A Prospective Cohort Study of the Prevalence of Growth, Facial, and Central Nervous System Abnormalities in Children with Heavy Prenatal Alcohol Exposure
Background:Most children who are exposed to large quantities of alcohol in utero do not developfetal alcohol syndrome (FAS). Population-based prospective data on the risk of developing componentsof fetal alcohol spectrum disorders (FASD), however, are limited.Methods:This was a prospective cohort study of 9,628 women screened during their first prenatalappointment in Chile, which identified 101 who consumed at least 4 drinks/d (exposed) matched with101 women with no reported alcohol consumption during pregnancy (unexposed). Detailed alcoholconsumption data were collected during the pregnancy. Children were evaluated up to 8.5 years of ageby clinicians masked to exposure status.Results:One or more functional central nervous system abnormalities were present in 44.0% (22/50) of the exposed children compared to 13.6% (6/44) of the unexposed (p=0.002). Growth restrictionwas present in 27.2% (25/92) of the exposed and 12.5% (12/96) of the unexposed (p=0.02). Abnormalfacial features were present in 17.3% (14/81) of the exposed children compared to 1.1% (1/89) of theunexposedchildren(p=0.0002) by direct examination. Of the 59 exposed children with data availableto detect at least 1 abnormality, 12 (20.3%) had no abnormalities. Binge drinking from conception torecognition of pregnancy (OR=1.48 per day, 95% CI: 1.15 to 1.91,p=0.002) and after recognition ofpregnancy (OR= 1.41 per day, 95% CI: 1.01 to 1.95,p=0.04) and total number of drinks consumedper week from conception to recognition of pregnancy (OR=1.02 per drink, 95% CI: 1.01 to 1.04,p=0.0009) were significantly associated with abnormal child outcome.Conclusions:After exposure to heavy alcohol consumption during pregnancy, 80% of children had1 or more abnormalities associated with alcohol exposure. Patterns of alcohol use that posed the great-est risk of adverse outcomes were binge drinking and high total weekly intake. Functional neurologicimpairment occurred most frequently and may be the only sign to alert physicians to prenatal alcoholexposure.Key Words:Alcohol, Pregnancy, Fetal Alcohol Spectrum Disorders, Growth Restriction,Neurodevelopment.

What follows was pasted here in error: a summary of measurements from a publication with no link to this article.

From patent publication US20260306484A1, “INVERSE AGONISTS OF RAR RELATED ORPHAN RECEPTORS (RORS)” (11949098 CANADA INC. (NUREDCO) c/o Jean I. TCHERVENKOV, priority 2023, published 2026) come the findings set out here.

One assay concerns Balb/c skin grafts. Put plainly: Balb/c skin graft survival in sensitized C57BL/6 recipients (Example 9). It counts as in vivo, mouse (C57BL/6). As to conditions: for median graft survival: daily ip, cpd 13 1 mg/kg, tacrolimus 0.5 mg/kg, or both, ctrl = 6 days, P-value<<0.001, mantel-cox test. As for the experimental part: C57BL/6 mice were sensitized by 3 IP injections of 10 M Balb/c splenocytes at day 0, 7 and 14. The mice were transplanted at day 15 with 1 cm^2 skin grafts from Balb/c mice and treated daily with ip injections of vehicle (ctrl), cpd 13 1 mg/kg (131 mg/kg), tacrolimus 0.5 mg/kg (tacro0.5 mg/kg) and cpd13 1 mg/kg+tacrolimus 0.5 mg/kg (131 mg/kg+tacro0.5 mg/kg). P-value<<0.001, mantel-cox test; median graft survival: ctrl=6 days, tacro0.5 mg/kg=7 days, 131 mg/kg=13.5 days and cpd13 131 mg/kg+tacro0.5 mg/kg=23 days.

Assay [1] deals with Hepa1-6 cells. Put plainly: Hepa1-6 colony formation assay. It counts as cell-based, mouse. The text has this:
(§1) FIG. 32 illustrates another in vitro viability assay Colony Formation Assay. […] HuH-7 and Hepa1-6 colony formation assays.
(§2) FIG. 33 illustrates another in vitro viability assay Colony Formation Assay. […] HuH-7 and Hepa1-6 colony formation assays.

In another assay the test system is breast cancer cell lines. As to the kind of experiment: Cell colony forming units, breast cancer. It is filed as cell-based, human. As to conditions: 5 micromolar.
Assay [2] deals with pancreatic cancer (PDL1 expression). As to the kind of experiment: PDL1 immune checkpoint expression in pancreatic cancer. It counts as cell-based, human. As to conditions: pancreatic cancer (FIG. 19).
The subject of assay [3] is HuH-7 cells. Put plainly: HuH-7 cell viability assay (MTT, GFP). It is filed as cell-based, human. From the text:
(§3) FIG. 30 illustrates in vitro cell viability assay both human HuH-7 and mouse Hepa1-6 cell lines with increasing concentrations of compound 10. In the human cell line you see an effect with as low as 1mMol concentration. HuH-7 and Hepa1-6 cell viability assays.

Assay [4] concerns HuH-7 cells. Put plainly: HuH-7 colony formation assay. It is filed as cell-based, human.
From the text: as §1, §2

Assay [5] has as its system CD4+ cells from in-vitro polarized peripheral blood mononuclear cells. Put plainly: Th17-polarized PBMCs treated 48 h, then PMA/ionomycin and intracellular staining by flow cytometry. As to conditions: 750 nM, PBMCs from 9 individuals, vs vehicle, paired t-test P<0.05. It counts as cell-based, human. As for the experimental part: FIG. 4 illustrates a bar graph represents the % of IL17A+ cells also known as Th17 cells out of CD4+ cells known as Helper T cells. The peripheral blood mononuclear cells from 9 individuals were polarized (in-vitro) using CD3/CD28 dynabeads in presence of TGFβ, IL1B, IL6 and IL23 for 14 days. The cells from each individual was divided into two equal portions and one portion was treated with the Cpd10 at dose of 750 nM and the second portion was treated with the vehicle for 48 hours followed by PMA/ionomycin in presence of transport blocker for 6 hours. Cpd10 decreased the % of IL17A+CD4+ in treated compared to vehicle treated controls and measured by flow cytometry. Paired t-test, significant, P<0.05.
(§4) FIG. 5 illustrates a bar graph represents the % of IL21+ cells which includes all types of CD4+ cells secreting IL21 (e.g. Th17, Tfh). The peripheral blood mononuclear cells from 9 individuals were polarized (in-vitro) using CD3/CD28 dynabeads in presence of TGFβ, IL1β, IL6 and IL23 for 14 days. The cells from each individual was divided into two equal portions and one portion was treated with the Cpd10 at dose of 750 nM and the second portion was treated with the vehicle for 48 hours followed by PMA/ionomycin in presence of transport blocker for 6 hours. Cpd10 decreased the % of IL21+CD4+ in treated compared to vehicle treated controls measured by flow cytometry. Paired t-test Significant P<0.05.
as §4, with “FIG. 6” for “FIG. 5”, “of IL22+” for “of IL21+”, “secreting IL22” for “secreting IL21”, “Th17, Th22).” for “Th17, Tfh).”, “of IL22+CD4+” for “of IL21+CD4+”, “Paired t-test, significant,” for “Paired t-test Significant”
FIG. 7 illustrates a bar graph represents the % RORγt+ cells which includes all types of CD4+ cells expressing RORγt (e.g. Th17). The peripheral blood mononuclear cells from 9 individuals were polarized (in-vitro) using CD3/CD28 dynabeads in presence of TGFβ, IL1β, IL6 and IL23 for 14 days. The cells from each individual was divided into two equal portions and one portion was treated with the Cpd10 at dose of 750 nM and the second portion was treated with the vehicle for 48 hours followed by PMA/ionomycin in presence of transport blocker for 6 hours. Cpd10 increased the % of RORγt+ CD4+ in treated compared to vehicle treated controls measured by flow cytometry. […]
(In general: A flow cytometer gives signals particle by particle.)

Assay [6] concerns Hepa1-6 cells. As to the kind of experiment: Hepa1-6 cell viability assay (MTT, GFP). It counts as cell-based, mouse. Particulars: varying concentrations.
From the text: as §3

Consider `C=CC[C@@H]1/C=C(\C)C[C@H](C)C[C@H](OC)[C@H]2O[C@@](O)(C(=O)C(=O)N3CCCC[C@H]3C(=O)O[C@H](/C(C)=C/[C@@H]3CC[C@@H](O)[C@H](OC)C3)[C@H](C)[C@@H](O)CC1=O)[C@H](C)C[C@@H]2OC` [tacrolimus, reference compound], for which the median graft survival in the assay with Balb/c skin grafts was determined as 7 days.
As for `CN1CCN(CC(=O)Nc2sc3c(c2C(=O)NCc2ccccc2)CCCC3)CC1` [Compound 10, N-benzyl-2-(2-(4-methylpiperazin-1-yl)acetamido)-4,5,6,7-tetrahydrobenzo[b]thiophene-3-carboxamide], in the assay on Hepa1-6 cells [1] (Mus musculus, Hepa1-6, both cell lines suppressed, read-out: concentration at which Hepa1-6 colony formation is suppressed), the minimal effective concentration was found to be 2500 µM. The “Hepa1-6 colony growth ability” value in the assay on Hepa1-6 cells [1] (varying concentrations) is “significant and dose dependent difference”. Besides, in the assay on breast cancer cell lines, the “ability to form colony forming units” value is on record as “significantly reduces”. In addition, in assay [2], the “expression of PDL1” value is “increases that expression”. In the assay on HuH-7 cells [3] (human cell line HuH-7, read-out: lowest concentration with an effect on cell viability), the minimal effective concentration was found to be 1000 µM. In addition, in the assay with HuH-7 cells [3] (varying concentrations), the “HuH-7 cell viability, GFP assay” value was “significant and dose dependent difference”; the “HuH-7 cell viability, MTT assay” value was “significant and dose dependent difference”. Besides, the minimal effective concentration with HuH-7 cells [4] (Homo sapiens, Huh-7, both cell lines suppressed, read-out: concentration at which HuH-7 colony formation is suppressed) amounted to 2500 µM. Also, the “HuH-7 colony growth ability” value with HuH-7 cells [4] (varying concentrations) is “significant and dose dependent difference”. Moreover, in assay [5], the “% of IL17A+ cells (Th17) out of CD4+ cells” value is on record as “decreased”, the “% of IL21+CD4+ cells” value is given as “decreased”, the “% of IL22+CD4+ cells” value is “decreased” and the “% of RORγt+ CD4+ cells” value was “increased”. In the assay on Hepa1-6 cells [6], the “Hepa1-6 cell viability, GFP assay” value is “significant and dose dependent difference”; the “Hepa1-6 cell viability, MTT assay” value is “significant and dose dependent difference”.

Artículo de publicación SCOPUS
Quote ItemAlcoholism: Clinical and Experimental Research, Volumen 36, Issue 10, 2012, Pages 1811-1819